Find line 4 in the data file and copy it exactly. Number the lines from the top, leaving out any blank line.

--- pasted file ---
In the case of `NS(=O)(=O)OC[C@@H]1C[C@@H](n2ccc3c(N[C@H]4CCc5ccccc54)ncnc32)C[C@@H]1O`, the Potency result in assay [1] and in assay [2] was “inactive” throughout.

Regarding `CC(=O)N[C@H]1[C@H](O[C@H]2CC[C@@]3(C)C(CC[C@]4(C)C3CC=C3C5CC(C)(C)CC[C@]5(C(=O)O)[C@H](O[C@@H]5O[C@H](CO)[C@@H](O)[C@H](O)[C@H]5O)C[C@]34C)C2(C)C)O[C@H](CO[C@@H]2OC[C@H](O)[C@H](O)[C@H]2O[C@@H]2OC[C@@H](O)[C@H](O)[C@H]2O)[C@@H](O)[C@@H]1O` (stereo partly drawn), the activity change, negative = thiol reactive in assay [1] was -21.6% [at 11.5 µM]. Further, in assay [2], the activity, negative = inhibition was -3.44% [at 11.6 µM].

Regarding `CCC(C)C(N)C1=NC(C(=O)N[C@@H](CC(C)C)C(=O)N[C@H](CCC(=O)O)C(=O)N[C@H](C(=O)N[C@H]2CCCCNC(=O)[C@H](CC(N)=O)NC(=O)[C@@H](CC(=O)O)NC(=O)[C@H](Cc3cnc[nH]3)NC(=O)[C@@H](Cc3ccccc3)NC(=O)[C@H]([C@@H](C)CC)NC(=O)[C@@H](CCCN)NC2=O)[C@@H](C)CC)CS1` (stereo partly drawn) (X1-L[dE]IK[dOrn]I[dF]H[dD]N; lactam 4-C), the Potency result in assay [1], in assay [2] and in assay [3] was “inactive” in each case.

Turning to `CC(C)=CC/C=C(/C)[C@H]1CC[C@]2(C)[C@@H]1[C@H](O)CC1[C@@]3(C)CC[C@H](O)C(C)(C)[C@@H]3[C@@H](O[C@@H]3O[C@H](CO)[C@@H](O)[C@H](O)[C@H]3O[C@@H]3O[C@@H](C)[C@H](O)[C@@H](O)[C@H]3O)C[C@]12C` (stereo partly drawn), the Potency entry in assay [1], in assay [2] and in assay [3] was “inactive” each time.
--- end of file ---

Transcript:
Turning to `CC(C)=CC/C=C(/C)[C@H]1CC[C@]2(C)[C@@H]1[C@H](O)CC1[C@@]3(C)CC[C@H](O)C(C)(C)[C@@H]3[C@@H](O[C@@H]3O[C@H](CO)[C@@H](O)[C@H](O)[C@H]3O[C@@H]3O[C@@H](C)[C@H](O)[C@@H](O)[C@H]3O)C[C@]12C` (stereo partly drawn), the Potency entry in assay [1], in assay [2] and in assay [3] was “inactive” each time.